Sorting out Ohio State's place in the pecking order on the heels of its 12-0 finish, comparing resumés in the SEC and sorting through the wreckage of the bottom half of the poll in this week's rankings.
Now in its seventh year, the College Football BlogPoll is a weekly effort of dozens of college football-centric websites representing a wide array of schools under the oversight of SB Nation. As always, this is not a power poll.
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First things first: Notre Dame is number one. After wins over Michigan, Miami, Stanford, Oklahoma and now USC to clinch a perfect season – the last two on the road – the Irish's place at the top probably goes without saying, but for a small handful of voters in the Coaches and Harris polls, apparently it does not. Maybe they're still too hung up on some of the Irish's less-than-Herculean efforts to notice the suffocating consistency of the nation's No. 2 scoring defense, or maybe they're just not paying attention. But let there be no doubt: Whatever you think of the offense, and whatever happens in Miami in January, at the end of the 2012 regular season, the Notre Dame Fighting Irish are the No. 1 team in college football. Just for the record.
The case for their undefeated counterpart, Ohio State, is not nearly so clear. Last week, I was admittedly at a loss re: the Buckeyes' place in the pecking order, due much more to skepticism about the mediocrity of the Big Ten schedule – and their own close calls therein against the likes of Michigan State, Indiana and Purdue – than any qualms about elevating a team on probation. Beating Michigan over the weekend isn't much help, because how good is Michigan? Aside from OSU, the Wolverines' other three losses all came at the hands of top-20 opponents (Alabama, Notre Dame and Nebraska) with combined records of 33-3, and one of those three was Nebraska's head-to-head loss at Ohio State. On the other hand, Michigan only beat one team that finished with a winning record, Northwestern.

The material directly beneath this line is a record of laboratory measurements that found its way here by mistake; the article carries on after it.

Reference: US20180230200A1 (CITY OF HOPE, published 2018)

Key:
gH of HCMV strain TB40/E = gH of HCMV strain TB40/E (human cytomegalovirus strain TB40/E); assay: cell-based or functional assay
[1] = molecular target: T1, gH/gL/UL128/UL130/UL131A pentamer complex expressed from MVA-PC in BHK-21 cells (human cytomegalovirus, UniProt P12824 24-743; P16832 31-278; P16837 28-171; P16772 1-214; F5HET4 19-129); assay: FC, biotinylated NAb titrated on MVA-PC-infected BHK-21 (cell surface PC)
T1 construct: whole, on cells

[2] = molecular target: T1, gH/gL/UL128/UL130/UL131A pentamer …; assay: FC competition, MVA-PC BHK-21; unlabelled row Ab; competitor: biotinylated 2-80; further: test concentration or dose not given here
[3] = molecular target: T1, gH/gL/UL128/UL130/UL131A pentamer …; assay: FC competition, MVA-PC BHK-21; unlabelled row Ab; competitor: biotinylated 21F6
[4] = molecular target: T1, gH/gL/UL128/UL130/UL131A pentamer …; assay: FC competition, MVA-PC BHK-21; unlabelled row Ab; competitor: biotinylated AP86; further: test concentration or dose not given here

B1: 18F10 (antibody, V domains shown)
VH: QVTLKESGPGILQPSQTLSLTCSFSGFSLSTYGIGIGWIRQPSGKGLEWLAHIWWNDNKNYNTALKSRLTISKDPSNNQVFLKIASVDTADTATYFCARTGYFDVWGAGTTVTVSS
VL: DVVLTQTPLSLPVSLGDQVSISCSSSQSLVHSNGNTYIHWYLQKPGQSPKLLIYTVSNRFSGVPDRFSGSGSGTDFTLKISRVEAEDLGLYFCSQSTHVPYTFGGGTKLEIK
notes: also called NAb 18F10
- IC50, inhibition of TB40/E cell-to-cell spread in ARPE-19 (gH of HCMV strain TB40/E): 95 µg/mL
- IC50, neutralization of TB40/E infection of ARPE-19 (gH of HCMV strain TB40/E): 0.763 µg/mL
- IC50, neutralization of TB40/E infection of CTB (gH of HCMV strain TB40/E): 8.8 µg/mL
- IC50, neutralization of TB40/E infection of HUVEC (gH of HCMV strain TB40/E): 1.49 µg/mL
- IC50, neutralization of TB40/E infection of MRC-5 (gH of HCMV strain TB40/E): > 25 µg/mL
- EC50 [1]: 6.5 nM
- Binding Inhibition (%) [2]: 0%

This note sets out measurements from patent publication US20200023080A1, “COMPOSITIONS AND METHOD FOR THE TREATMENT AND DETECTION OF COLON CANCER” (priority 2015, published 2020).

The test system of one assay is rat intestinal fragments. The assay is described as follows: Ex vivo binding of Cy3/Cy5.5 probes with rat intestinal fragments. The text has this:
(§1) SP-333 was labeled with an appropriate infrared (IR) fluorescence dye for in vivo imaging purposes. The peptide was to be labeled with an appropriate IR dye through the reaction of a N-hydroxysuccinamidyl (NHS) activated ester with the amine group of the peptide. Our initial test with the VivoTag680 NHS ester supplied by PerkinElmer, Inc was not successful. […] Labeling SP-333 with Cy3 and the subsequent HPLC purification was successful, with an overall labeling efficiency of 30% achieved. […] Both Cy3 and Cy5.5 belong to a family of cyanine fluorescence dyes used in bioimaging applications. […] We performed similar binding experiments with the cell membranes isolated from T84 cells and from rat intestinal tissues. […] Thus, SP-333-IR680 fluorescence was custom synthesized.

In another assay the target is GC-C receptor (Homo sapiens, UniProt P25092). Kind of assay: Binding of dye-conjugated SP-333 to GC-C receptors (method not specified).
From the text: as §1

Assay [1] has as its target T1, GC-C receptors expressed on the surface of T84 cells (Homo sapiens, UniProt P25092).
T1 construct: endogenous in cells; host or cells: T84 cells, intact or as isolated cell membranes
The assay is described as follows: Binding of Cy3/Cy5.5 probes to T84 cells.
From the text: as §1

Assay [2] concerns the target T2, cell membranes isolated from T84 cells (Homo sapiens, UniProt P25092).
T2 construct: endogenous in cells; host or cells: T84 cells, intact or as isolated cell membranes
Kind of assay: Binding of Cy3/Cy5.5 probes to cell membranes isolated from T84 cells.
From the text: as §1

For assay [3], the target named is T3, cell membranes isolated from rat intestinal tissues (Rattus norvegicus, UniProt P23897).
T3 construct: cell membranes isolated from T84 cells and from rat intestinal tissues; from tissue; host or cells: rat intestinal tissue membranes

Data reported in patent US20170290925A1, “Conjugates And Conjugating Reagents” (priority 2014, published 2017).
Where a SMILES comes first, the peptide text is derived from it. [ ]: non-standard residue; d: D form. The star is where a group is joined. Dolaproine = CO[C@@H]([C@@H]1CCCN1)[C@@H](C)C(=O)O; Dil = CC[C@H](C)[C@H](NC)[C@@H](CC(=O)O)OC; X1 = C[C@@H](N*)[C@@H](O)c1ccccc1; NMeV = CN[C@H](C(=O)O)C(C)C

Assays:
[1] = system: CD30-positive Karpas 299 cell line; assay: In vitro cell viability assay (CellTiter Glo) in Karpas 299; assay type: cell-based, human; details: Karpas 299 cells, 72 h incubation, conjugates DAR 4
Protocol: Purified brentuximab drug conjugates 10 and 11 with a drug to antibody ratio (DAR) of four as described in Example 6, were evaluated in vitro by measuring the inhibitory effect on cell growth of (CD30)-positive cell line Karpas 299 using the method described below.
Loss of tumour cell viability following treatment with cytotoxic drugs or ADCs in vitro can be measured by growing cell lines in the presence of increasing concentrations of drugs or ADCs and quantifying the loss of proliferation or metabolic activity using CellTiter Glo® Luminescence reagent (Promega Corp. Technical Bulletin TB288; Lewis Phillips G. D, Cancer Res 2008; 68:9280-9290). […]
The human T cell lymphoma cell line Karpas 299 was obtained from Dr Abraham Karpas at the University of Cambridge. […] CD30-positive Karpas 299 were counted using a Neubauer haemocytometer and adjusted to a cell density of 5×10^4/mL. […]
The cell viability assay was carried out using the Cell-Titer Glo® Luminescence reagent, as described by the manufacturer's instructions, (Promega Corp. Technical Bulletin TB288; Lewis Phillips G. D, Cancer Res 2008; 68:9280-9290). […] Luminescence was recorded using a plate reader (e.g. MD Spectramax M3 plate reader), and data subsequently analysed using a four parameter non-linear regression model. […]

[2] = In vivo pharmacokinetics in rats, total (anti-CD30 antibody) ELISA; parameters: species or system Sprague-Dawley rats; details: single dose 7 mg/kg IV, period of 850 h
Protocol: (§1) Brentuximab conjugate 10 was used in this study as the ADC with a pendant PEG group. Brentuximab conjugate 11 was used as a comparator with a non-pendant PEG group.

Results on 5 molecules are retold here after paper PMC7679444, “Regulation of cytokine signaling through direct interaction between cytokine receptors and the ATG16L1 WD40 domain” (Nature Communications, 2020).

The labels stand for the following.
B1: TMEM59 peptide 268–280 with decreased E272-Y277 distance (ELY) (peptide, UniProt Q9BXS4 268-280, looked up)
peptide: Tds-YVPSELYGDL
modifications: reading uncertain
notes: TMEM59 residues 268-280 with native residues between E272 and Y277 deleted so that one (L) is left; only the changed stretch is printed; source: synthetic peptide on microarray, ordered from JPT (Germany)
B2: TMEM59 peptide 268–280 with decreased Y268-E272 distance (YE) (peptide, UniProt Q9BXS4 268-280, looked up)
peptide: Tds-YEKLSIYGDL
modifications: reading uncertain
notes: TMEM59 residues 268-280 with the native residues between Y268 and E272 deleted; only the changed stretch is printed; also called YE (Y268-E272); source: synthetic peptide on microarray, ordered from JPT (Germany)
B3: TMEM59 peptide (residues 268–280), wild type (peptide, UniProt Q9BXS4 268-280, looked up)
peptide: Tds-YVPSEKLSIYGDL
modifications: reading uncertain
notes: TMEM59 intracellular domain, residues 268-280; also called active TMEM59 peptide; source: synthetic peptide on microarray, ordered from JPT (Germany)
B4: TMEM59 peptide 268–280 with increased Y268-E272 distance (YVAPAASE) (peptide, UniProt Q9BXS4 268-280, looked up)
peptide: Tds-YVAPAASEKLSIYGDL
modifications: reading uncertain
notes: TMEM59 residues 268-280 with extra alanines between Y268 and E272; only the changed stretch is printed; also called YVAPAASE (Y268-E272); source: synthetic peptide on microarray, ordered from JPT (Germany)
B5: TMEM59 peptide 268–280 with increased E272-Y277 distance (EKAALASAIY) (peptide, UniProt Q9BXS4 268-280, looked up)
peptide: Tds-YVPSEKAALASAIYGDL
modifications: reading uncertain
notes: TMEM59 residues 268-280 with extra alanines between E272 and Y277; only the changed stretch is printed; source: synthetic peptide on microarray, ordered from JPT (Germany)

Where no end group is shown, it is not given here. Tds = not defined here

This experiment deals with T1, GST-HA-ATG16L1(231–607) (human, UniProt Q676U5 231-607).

So with the possible exception of Oregon, the Buckeyes are the only ostensible top-10 team that can't claim a victory over a fellow heavy hitter. Nebraska? Maybe, but the Huskers' own schedule – highlighted by the same second-tier victims that litter Ohio State's resumé – makes that a bit of a stretch.
Like last week, I settled on OSU at No. 5, splitting the difference between Florida, Alabama and Oregon on one side and Georgia and Kansas State on the other. Immediately above the Buckeyes, Florida has succeeded against a legitimately brutal schedule (see below), and Alabama and Oregon have been far more dominant against slightly tougher slates than Ohio State's; the blemishes on the Gators, Tide and Ducks' records are all "good" losses – that is, close calls against other ranked teams that all three had a legitimate chance to win at the end. Immediately below, Georgia's resumé has little to recommend it beyond the Bulldogs' win over Florida, and the Bulldogs were blown out by South Carolina. Kansas State ceded its foothold among the elite with its inexplicable flop at Baylor. For now, that's as close to a niche in this field as you're going to find.
• CROUCHING GATOR, HIDDEN DRAGON. This space has been openly in the tank for Florida since its heavyweight wins over LSU and South Carolina in mid-October, which was just about the time the value of its early win at Texas A&M really began to take off, leaving the Gators with pretty easily the most impressive kill list in the country. From that point on, ranking Florida has been an exercise in balancing cognitive dissonance: On one side of the scale, three increasingly impressive wins; on the other side, a head-to-head loss against a Georgia outfit with no other notable scalps on its wall and a series of uninspired efforts against the dregs of the schedule in November. (The near-miss against Louisiana-Lafayette alone was almost enough for me to relent to the consensus and drop the Gators behind UGA, strength of schedule be damned.) I didn't think they'd beat Florida State, and figured the Seminoles would finally make the job of reconciling the world-beating Gators on paper with the barely-scraping-by outfit that sleepwalked through the previous month that much easier.